Gallbladder dyskinesia

Stephanie L. Hansel, John K. DiBaise

Research output: Contribution to journalReview article

2 Scopus citations

Abstract

The most appropriate means to diagnose and manage patients with suspected gallbladder dyskinesia remain contentious. A major problem relates to difficulties in clearly identifying the features that characterize biliary-like pain. Conflicting reports in the literature regarding whether symptoms alone are reliable predictors of pain relief after cholecystectomy in patients with suspected gallbladder dysfunction underscore the perceived need by clinicians for a reliable test to help confirm a clinical suspicion of gallbladder dysfunction before cholecystectomy. Most studies report use of cholecystokinin-cholescintigraphy (CCK-CS) with calculation of gallbladder ejection fraction in predicting symptom outcome after cholecystectomy in patients with suspected gallbladder dyskinesia. However, quality evidence is lacking, thereby precluding a definitive recommendation regarding its use. Nevertheless, CCK-CS may be useful when performed using a slow infusion of CCK in a well-selected patient population. Based on our clinical experience and interpretation of the literature, we currently suggest consideration of cholecystectomy to our patients based on high clinical suspicion. This is performed after adequate follow-up with trials of pharmacologic therapies and exclusion of other disease entities and counseling the patient on postoperative expectations. Clearly, a large, prospective, controlled study is needed with patients meeting the Rome definition of gallbladder dyskinesia, randomized to surgery or no surgery, and using standardized CCK-CS methods and outcome measures with long-term follow-up. This study would help us better understand the pathophysiology and optimal management of this clinically challenging condition.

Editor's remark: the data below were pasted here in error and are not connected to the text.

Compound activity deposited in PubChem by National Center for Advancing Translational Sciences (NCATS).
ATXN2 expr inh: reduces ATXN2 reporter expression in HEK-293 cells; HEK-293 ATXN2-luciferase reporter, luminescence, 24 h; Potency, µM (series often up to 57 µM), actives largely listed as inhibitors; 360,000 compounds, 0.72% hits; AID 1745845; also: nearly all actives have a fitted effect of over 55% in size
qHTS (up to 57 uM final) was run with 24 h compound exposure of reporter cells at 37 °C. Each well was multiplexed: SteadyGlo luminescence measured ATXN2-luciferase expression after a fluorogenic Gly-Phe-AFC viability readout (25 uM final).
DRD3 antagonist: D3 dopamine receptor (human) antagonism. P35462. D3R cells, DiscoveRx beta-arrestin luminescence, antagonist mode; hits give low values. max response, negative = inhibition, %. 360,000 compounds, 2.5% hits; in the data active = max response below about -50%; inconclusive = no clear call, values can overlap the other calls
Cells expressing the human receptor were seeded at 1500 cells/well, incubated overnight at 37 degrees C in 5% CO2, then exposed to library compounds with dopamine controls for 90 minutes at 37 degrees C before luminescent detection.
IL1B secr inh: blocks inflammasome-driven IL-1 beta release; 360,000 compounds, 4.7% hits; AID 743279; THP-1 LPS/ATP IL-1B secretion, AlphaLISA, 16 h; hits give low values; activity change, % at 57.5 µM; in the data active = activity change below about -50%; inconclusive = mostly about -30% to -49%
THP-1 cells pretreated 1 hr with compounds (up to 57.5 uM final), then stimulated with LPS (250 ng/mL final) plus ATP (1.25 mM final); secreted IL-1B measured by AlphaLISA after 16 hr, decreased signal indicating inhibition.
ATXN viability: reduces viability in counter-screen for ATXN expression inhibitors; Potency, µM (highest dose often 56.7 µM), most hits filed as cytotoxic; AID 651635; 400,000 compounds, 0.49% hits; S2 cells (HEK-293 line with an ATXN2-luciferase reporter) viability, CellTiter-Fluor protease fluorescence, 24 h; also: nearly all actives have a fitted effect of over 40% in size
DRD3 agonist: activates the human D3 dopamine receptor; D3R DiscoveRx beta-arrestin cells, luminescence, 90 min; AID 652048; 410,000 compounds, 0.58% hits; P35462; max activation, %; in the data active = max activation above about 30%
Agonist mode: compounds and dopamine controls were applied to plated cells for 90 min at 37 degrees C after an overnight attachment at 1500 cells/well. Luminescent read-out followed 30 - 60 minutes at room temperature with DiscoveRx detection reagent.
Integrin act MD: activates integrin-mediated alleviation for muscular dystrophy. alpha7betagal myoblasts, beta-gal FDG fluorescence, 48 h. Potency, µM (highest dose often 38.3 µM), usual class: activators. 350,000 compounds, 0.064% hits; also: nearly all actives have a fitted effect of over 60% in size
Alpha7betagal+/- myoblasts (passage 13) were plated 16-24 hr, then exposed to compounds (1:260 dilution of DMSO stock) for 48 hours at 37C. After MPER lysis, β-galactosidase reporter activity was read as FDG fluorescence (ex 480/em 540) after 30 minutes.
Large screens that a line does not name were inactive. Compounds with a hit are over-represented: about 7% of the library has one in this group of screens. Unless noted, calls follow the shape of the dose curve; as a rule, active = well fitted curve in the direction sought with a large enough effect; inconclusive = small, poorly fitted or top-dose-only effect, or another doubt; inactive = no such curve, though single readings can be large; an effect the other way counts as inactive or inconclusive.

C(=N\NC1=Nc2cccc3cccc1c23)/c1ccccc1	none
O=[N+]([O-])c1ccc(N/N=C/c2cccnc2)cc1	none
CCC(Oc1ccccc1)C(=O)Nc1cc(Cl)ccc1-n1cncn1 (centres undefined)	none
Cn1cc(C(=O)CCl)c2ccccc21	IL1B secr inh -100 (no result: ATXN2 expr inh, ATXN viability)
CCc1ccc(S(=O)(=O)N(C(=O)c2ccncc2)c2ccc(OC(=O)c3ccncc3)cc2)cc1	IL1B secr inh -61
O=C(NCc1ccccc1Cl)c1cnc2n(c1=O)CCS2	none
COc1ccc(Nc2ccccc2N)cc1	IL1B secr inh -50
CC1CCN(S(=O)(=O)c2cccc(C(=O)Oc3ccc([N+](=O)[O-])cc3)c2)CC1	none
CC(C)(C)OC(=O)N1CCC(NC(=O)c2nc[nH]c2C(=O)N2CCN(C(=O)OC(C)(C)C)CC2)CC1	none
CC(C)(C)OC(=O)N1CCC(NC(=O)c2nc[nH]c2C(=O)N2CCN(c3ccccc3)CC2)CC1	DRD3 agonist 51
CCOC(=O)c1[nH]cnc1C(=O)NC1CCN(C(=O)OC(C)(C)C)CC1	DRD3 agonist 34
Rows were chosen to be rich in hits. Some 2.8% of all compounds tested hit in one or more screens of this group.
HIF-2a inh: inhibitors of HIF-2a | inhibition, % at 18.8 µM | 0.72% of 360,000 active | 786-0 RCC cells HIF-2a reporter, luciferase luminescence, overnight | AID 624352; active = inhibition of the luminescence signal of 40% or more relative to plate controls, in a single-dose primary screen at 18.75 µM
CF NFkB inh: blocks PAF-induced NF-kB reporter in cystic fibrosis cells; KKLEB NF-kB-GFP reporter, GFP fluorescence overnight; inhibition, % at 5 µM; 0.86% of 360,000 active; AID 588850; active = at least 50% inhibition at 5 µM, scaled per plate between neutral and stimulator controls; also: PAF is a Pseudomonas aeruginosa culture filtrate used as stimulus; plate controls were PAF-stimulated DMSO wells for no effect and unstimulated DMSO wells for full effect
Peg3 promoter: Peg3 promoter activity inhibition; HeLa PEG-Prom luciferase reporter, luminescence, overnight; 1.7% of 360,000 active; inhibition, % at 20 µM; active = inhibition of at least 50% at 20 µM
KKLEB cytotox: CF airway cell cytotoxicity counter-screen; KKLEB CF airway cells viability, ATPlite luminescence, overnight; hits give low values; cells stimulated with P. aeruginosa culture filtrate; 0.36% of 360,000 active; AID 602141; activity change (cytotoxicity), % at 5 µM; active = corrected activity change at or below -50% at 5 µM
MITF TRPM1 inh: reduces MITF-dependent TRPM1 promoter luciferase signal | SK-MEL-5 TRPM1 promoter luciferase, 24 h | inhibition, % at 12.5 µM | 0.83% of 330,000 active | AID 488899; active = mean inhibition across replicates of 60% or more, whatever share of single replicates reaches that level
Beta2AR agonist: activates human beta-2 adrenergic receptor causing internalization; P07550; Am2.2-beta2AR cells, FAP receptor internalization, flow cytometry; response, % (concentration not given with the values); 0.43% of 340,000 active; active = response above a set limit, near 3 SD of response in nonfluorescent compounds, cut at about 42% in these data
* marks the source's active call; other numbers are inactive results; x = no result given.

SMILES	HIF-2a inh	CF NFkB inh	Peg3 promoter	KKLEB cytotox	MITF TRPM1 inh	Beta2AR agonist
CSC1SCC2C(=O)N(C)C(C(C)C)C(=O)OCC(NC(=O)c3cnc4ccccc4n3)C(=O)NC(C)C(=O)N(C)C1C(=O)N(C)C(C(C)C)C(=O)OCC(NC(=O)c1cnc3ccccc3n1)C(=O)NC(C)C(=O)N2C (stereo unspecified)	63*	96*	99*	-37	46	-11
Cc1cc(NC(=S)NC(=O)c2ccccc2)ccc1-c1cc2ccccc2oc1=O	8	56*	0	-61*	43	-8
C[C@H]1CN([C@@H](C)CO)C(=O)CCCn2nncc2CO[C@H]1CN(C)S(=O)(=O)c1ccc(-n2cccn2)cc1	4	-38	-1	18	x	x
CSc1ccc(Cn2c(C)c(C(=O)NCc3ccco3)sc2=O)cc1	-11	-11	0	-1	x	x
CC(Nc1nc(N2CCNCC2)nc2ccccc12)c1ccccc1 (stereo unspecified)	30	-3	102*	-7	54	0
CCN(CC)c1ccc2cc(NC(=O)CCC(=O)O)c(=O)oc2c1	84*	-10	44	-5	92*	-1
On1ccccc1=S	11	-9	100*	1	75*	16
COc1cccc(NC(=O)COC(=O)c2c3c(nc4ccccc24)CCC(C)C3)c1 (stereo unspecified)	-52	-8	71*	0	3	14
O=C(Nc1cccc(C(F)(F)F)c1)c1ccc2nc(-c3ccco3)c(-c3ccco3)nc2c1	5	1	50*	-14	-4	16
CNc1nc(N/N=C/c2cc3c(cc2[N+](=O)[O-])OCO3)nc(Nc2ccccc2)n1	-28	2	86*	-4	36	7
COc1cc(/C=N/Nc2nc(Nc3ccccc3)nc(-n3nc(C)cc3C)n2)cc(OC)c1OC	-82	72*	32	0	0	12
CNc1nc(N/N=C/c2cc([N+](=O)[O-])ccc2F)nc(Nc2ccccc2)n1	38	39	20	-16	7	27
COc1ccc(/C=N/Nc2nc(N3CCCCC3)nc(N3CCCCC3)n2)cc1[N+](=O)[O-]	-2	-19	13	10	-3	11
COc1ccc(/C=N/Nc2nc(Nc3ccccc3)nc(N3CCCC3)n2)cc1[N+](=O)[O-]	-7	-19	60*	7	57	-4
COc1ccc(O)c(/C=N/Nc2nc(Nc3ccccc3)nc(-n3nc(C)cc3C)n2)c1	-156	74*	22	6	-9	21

Original languageEnglish (US)
Pages (from-to)78-84
Number of pages7
JournalCurrent Treatment Options in Gastroenterology
Volume11
Issue number2
DOIs
StatePublished - Dec 1 2008

ASJC Scopus subject areas

  • Gastroenterology

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